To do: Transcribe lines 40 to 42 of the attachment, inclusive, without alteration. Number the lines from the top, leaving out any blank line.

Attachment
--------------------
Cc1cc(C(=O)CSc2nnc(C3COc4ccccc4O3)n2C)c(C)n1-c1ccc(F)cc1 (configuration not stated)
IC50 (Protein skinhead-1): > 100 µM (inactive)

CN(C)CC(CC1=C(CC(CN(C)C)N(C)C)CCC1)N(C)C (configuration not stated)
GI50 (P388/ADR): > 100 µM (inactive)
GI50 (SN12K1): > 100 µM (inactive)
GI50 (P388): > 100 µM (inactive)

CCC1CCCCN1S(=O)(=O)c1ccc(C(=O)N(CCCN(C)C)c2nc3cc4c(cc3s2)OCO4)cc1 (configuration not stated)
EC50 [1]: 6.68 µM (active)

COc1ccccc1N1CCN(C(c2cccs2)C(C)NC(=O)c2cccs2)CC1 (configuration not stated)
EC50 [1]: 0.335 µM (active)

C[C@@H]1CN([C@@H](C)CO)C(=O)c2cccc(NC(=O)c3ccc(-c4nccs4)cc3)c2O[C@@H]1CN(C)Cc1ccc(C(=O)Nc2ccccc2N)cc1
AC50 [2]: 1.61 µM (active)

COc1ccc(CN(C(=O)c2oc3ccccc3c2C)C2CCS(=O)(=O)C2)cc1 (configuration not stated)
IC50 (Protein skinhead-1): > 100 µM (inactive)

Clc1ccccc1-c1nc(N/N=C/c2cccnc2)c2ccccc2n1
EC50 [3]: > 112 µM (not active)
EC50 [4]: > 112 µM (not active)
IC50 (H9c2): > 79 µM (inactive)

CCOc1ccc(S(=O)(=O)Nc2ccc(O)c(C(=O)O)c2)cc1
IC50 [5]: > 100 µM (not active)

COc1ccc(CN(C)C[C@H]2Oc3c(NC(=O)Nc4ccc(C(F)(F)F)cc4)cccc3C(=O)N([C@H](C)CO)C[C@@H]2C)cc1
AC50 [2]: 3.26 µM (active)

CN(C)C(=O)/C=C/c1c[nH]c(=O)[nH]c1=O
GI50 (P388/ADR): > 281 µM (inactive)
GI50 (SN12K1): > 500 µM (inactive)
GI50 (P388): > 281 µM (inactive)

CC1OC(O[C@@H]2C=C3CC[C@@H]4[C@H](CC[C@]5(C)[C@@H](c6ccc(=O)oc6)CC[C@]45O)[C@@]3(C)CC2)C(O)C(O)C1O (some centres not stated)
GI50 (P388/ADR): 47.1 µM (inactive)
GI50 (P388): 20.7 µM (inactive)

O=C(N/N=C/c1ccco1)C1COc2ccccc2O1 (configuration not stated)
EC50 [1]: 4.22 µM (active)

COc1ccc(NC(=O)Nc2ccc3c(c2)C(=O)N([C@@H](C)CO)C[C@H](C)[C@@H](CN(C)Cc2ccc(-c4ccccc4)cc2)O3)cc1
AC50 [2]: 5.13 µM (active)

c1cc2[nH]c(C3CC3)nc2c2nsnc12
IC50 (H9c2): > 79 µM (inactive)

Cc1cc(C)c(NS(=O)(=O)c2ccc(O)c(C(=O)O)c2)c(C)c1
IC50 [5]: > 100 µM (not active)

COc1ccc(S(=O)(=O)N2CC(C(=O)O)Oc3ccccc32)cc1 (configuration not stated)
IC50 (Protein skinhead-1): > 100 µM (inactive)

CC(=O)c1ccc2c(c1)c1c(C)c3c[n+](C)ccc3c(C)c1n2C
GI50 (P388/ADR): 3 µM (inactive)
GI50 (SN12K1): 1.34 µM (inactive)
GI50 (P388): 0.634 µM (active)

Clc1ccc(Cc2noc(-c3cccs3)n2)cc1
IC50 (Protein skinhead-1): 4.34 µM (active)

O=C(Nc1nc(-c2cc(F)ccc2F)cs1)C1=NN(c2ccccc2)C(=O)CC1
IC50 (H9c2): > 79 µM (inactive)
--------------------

CC(=O)c1ccc2c(c1)c1c(C)c3c[n+](C)ccc3c(C)c1n2C
GI50 (P388/ADR): 3 µM (inactive)
GI50 (SN12K1): 1.34 µM (inactive)